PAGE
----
5 Implementation: plans The requirements and a 5- to 10-year phased implementation plan for the system were recently described in the GCOS Implementation Plan (GCOS-92, available at It calls for sustained efforts in satellite and in situ ocean observing networks (including building to global coverage), data management, and product and analysis generation Strong links with research programs need to be maintained, for data collection, observing system evaluation, new technology to improve the system, and so that the observing system can respond to new scientific questions

6 Implementation: plans GCOS IP accepted by the UNFCCC in Dec 2004, with a call for regular reporting of progress against the implementation goals Accepted as a foundation for the GEO Climate societal benefit area Accepted by JCOMM as a foundation for observations programme area planning Excellent high-level acceptance, can we take advantage?

7 Observing networks status against agreed goals for global coverage 57% Total in situ networks February 200656% 99% 40% 82% 43% 72% 48%21% 79% OceanSITES coordinate a key component

8 The role of OceanSITES Outline of the areas where OceanSITES can take action to add to the system I.coordination with JCOMM II.coordination with JCOMMs Data Buoy Cooperation Panel III.coordination with tsunami warning system observing plans IV.scientific activities to promote long time series observations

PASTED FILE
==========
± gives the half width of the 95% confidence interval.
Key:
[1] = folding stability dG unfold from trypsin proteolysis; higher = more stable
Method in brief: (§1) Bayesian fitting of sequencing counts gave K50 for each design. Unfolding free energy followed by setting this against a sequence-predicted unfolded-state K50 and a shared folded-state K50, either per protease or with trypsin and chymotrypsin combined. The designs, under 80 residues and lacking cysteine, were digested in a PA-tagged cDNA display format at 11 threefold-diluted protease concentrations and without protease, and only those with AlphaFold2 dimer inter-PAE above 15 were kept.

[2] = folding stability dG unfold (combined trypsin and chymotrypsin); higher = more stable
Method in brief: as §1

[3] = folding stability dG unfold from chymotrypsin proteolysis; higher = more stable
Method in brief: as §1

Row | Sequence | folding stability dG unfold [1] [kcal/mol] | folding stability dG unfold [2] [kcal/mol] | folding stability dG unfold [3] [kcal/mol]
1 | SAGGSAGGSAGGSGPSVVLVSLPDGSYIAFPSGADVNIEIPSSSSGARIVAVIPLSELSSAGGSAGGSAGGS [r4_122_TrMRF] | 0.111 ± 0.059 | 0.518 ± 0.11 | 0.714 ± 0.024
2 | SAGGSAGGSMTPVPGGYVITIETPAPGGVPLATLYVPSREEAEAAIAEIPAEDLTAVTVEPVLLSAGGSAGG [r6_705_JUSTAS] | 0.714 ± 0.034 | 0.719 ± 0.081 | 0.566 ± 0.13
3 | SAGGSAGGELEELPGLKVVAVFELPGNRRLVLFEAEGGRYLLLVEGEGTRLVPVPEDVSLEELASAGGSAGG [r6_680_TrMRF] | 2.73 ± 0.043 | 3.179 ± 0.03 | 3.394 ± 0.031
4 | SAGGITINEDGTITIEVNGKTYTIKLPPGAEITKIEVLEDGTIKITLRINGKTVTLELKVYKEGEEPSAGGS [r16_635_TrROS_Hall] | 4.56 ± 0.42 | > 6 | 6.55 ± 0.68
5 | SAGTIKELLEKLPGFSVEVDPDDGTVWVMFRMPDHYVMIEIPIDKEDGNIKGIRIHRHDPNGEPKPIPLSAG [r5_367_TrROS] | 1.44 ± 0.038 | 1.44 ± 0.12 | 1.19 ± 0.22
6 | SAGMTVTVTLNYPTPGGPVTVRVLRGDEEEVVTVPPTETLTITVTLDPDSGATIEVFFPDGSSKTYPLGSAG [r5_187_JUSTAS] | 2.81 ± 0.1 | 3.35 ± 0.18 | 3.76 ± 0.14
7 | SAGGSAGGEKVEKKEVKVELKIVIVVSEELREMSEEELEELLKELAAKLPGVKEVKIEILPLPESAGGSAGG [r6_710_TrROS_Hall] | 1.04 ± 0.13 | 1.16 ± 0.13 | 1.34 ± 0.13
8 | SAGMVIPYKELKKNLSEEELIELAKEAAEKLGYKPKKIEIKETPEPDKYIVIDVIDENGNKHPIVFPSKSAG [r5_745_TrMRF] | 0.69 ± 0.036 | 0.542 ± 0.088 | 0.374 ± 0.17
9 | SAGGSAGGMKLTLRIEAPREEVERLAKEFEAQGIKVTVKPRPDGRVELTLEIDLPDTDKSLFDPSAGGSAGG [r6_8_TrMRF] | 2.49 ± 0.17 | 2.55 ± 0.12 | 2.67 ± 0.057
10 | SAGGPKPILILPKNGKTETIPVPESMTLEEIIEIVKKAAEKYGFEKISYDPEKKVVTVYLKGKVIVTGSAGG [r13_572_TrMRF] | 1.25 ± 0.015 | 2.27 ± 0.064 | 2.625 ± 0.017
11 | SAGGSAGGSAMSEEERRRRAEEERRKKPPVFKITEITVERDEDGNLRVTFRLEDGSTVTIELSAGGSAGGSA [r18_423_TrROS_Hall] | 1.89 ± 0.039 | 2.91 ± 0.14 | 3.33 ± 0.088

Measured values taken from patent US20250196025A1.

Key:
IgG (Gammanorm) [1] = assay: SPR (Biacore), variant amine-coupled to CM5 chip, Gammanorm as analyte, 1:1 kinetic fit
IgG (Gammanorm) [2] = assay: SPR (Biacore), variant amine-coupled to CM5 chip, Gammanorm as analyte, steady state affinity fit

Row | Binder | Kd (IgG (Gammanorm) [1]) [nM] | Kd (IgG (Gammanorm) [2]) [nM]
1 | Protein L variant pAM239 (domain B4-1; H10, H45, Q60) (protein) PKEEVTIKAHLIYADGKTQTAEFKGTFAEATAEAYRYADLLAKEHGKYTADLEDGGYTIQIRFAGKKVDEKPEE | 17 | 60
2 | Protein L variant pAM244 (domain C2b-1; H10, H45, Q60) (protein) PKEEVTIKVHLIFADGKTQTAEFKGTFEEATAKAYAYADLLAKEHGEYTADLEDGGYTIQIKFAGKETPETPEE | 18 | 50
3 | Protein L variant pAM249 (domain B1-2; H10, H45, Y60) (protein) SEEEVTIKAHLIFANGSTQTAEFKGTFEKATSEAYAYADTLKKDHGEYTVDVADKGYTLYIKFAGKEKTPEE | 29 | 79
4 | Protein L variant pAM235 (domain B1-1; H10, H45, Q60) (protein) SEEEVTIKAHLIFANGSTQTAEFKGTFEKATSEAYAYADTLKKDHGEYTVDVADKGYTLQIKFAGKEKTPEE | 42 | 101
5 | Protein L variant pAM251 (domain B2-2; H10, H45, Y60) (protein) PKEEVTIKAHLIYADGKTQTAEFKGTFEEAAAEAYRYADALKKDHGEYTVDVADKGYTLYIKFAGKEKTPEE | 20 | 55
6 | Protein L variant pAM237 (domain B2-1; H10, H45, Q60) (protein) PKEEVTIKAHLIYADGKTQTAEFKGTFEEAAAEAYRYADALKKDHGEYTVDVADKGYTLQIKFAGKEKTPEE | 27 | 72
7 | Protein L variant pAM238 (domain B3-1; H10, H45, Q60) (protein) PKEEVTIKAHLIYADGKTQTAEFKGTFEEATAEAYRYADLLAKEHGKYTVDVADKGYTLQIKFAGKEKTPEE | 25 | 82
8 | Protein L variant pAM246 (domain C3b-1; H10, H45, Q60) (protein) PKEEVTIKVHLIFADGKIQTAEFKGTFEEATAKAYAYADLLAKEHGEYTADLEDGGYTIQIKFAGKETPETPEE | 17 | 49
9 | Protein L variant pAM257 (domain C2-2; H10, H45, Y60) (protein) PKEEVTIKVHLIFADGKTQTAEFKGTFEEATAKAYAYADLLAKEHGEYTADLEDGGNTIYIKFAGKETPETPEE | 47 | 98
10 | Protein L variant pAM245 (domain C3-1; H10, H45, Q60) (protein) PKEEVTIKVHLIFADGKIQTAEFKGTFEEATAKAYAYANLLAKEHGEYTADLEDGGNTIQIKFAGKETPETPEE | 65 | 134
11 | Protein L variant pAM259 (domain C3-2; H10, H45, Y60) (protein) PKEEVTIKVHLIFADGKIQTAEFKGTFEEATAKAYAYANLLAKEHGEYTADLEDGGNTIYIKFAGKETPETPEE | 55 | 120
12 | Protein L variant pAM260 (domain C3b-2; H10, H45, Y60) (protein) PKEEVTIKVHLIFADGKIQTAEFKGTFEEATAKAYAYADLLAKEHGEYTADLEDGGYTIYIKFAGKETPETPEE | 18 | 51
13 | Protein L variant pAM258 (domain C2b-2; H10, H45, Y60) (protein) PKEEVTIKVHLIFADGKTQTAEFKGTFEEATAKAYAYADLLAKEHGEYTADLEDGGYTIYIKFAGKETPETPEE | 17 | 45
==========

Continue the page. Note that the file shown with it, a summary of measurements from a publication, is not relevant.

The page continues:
9 JCOMM vision Integrated ocean observing system Integrated data management State-of-the-art technologies and Capabilities New products and services User responsiveness and interaction Involvement of all maritime countries

10 JCOMM Structure OceanSITES already recognized with informal links

11 JCOMM Evaluation metrics Observing System Status: 2005, Q2. Sea Surface Temperature Goal: 100% Global Coverage Drifting Buoys Moored Buoys Ships Total

12 JCOMM Reporting 20032005 Systems Approach to Standard Mapping and Reporting

13 The role of OceanSITES (I: JCOMM) continue efforts to keep track of the system: what is in the water, what is planned, what will end is the data available, and in a timely manner how and by whom is the data being used is the system responding to scientific goals